Thousands of Americans from Ames, to Austin to Atlanta are participating in Oxfam America Hunger Banquets, house parties, film screenings or panel discussions to celebrate and learn about the plight of women around the world. The events also aim to draw attention to ongoing budget debates in Congress that could lead to cuts in life-saving programs, such as disaster preparedness and food security, which benefit vulnerable communities around the world.

"In Italy, women are given flowers on International Women's Day. In Cameroon, women dance on the streets, and in Chinawomen get the day off," said Rateau. "From Salem to Spokane, we're starting a dialogue about food injustices and their global dimensions to honor the rights that women have gained over the last 100 years, but also remember the struggles of women who will still go to bed hungry tonight."

Women grow a majority of the food in many developing countries, but they often grow hungry. Around the world 925 million people do not have enough food to eat, and women and young children are especially vulnerable. Climate change is only set to make things worse. Nangatio Ivette Cisse, a Malian farmer and treasurer of Mouvement Biologique Mali (MoBioM), an umbrella organization for 76 village co-operatives that grow organic and Fairtrade certified cotton and mangoes in Mali, was a special guest at a number of events.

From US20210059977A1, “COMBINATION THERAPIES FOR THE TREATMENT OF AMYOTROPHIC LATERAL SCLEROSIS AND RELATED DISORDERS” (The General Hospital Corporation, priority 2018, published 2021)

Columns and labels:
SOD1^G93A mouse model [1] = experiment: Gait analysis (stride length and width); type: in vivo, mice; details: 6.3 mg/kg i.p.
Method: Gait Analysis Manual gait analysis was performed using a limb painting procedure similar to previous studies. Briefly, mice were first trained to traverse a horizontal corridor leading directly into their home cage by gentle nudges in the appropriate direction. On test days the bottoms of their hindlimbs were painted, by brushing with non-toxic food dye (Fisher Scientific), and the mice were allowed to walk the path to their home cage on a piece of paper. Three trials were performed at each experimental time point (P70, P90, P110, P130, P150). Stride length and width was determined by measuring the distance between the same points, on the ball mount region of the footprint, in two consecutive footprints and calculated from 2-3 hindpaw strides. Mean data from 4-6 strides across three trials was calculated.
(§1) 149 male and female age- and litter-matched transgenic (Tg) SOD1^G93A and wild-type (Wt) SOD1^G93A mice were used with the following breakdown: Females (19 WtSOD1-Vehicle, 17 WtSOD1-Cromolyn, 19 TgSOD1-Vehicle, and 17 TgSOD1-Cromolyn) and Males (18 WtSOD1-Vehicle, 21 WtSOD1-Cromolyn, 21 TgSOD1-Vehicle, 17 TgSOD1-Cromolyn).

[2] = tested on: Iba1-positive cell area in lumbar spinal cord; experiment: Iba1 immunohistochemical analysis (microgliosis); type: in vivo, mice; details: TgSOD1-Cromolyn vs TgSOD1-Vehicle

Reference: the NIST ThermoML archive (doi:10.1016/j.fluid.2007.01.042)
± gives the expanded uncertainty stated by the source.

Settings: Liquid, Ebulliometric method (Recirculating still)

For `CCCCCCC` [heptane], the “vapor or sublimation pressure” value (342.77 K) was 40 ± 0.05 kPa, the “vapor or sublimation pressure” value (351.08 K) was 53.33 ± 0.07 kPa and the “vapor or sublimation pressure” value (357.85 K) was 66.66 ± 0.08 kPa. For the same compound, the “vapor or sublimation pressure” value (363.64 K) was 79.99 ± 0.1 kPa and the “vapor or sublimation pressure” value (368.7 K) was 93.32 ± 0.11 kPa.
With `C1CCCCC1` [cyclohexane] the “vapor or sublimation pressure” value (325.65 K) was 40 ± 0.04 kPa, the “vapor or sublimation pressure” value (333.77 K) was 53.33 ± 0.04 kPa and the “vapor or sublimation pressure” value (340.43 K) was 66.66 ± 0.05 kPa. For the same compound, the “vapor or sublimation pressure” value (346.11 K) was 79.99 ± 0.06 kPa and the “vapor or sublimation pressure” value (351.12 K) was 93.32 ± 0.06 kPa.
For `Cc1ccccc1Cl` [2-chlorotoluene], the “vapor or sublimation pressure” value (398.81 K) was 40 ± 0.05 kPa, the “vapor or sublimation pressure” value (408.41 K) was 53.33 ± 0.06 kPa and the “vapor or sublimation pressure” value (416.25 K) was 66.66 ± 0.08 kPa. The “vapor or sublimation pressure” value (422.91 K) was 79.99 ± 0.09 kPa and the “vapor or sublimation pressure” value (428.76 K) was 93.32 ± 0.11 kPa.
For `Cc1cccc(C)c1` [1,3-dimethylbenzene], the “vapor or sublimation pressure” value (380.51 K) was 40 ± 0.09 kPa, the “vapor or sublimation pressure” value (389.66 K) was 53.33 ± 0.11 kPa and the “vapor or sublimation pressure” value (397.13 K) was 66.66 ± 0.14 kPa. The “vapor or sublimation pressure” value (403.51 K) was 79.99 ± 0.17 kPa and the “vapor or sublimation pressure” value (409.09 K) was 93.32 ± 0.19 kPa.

"Women are always the first ones to rise and the last ones to go to bed," said Cisse through a translator.  "It's hard work to be a woman farmer, and you have to do it with a child on your back."

In many poor countries, women are the ones who collect food, water and fuel, maintain the home and look after the children. When food is scarce, women often eat less so other family members can have enough. Most of these rural women rely on farming to earn a living. But although women produce most of the world's food, they often lack access to vital resources, like a steady source of water or a market where they can sell their crops for a fair price. Climate change poses an added threat, with erratic rainfall and droughts that disrupt the growing season and risk further hunger. Meanwhile, women have fewer opportunities to learn new skills, access credit or find well paying jobs. Seventy five percent of the worlds 876 illiterate adults are women.

Oxfam Ambassador and Sex and the City actor, Kristin Davis, participated in a private Oxfam event in Los Angeles and said, "In my travels with Oxfam, I have been amazed by the women farmers I have met in African countries. Women farmers grow most of the food in the poor countries around the world, often without having equal rights to the land. And they are greatly affected by climate change. These women hold the keys to solving global hunger if they are given a voice and equality in their communities."

"Human rights are not contingent on gender, ethnicity or money in the bank," continued Rateau. "Human rights are fundamental and non-negotiable. In a world where there is still plenty of food, no one should go hungry no matter who she is and where she lives."


STORY TAGS: Women News, Minority News, Discrimination, Diversity, Female, Underrepresented, Equality, Gender Bias, Equality